I did a quick test Google search for “how to legally upload karaoke tracks to YouTube.” The first thing that came up was a Quora page where someone had asked that question and was given terrible advice. The answer was that karaoke falls under fair use*; there wouldn’t be any issue, provided you own the production (audio master). It’s a testament to how little people know about copyright law as it pertains to music on YouTube.
My next stop was an article of almost 9k words explaining copyright and YouTube. Following the article was an extensive thread of people asking the author about applications of the law; the discussion has been going for more than three years. Needless to say, copyright and YouTube is no easy subject, and the rules can change anytime. That being said, there are plenty of success stories like one of my favorites, Boyce Avenue. Other notable artists who have risen to the top relying largely on covers and hard work include Lindsey Stirling, Pentatonix, Peter Hollens, and The Piano Guys.
The actual answer to the original question is a little complicated, but it’s more simple than it used to be. YouTube has deals with most large music publishers and a simple way to look up specific songs to see what the publishers will do if a cover is uploaded. If you navigate to “Creator Studio” then “Create” on the sidebar, you’ll see a library of free-to-use music and “Music Policies.” The latter allows you to search for songs and hope for the best. Unfortunately, almost every song says “Ads can appear” under the covers heading. What this means is that, once Content ID has tagged your video, the copyright holder will most likely make a claim for most (or all) of your ad revenue. If you’re an established artist, this may not be an issue; most of your revenue probably comes from other sources like selling song downloads, merchandise and touring. Covers that don’t generate money also still generate traffic for your videos that do allow monetization. If all this sounds great, then you don’t have too much to worry about; mutes and takedowns are rare and most artists are flattered by covers instead of upset (especially if you’re making them money).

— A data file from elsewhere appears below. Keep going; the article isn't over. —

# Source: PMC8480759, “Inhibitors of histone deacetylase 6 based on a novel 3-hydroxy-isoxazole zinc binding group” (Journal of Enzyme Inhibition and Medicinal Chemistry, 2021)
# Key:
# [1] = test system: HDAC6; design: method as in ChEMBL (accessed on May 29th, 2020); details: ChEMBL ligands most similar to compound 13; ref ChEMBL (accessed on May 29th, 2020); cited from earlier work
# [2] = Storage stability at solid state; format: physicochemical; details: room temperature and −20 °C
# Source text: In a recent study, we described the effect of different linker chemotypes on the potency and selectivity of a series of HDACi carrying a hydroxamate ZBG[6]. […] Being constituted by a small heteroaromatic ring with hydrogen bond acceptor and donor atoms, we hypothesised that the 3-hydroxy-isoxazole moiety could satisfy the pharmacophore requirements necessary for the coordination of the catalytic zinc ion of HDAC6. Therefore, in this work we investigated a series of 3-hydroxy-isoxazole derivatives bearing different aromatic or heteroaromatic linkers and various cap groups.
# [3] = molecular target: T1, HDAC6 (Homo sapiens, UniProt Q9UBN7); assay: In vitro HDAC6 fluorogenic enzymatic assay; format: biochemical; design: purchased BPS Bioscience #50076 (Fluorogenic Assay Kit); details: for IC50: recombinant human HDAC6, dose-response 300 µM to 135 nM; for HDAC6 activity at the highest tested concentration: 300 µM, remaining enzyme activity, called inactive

The issue comes when you rely on YouTube ad revenue, or you’re a school wanting to post student covers with no risk of breaking the law or losing your channel. YouTube claims there is plenty of revenue sharing to be done, but most songs don’t have it as an option. For this, wearethehits.com (WATH) is the only good solution I’ve come across. Similar to how YouTube negotiates blanket performance licenses with PROs, WATH already made agreements with publishers to share revenue with cover artists. Last time I checked, just about every song I typed in was available to cover (“White Christmas” isn’t there, but there are enough covers of that already). According to their site, they license over three million songs covering 95% of top hits. 3.5M videos have been uploaded through the site. They have agreements with EMI, Kobalt, Warner/Chappel, Sony/ATV and Universal, and a bunch of smaller publishers.
The history of the site is pretty simple. Larry Mills, a Sony/ATV employee, founded the site in 2011 with Sony’s catalog at his disposal. Sony CEO Martin Bandier then decided to sell the site to Mills to separate it from the Sony brand so other big labels would be willing to license out their catalogs. The plan definitely worked.